Carry on intervening
Historically, intervention purchasing was a highly distorting policy instrument which was why there was a shift of guarantee expenditure to Single Farm Payments. It gave farmers a risk free market for their produce at a price which generally exceeded the marginal cost of production. Hence, farmers were incentivised to over produce, depressing the market price. It also encouraged more intensive forms of farming which inflicted environmental damage.
I suppose the argument could be that food security demands that we produce more in Europe. Leaving aside the implications for other parts of the world that would like to export to Europe, intervention buying is a crude and imperfect mechanism to achieve this objective.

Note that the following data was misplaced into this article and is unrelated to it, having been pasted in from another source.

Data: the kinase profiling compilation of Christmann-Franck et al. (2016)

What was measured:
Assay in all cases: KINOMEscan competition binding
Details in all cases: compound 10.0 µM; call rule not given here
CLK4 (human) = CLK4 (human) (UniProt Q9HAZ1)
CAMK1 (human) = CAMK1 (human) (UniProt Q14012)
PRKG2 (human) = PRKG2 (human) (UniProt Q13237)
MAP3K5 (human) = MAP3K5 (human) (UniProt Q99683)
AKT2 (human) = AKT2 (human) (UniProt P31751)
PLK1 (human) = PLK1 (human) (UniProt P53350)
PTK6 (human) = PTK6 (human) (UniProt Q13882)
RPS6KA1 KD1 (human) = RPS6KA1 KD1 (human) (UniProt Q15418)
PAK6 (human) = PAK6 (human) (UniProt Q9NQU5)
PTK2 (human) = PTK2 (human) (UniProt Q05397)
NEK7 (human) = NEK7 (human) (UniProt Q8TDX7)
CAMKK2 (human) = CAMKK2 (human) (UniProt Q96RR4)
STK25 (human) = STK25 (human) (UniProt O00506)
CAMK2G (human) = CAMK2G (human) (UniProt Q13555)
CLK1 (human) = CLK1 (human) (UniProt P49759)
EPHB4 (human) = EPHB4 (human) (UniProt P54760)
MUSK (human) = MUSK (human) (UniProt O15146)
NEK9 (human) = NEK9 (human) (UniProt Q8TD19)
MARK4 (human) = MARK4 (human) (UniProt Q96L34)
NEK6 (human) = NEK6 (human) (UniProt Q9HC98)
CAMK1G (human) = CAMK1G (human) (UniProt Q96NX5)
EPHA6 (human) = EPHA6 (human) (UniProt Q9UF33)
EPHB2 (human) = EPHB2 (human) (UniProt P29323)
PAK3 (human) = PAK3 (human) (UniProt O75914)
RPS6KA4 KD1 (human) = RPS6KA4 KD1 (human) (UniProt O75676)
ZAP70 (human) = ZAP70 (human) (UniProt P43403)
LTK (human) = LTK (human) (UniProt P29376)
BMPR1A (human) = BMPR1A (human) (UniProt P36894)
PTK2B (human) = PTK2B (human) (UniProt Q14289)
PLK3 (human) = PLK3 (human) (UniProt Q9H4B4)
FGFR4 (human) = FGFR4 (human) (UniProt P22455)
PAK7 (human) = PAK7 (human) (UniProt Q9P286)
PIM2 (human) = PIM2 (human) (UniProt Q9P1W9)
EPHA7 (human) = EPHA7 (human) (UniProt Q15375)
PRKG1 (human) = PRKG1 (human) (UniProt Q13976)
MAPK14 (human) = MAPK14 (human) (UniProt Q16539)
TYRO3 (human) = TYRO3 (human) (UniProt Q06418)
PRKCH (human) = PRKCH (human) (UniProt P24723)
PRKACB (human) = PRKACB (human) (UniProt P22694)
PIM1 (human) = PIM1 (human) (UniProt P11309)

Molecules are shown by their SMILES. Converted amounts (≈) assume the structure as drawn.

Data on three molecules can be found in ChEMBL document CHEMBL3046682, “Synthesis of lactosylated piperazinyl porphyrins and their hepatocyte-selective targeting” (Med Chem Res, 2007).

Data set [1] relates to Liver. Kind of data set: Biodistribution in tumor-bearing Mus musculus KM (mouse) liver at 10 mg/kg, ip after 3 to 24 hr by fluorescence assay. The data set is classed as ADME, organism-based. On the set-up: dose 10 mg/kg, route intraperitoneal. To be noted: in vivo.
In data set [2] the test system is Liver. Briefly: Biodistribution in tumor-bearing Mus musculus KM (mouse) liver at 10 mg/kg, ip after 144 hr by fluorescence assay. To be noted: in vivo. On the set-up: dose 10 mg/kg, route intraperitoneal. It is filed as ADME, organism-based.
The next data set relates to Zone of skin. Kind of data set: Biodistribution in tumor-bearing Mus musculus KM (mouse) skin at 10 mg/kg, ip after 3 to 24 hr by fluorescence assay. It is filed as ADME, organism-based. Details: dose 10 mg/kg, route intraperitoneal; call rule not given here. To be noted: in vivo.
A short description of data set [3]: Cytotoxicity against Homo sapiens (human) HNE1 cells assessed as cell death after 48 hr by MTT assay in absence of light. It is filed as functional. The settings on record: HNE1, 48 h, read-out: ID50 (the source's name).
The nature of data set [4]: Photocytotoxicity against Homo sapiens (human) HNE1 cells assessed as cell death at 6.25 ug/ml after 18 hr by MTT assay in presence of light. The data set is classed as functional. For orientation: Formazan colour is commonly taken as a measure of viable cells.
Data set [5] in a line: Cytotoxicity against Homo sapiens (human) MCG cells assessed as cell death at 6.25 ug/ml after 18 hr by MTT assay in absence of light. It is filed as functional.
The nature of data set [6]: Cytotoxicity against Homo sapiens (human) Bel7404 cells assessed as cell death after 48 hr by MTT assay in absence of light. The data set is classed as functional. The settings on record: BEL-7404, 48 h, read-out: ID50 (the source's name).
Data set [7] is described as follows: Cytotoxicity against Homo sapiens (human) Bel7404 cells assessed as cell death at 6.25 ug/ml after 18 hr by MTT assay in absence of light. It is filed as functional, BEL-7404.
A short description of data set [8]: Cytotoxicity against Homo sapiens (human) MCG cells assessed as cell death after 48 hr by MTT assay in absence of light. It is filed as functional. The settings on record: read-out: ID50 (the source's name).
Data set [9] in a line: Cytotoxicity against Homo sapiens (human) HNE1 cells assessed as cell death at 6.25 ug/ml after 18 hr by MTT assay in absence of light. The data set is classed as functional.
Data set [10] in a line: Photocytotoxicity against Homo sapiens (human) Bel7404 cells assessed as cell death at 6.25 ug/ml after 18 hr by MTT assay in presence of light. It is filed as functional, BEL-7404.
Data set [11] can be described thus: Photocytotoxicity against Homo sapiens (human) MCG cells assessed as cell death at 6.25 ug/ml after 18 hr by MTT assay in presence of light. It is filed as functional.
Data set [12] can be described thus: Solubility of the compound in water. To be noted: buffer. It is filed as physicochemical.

There is a case for intervention in times of crisis to prevent the market for a particular commodity collapsing completely with damaging effects on production in the longer term. But there is also a risk of temporary help in crisis being converted to a permanent subsidy. All such interventions must be for a clearly defined time period and limited in scope.
Interestingly, Mr Ashworth did admit that a recent analysis showed that only 18 per cent of CAP spending delivered value in the areas of jobs, growth and competitiveness. This would make the current CAP share of the EU budget difficult to defend and he thought it might well drop to around 37.5 per cent.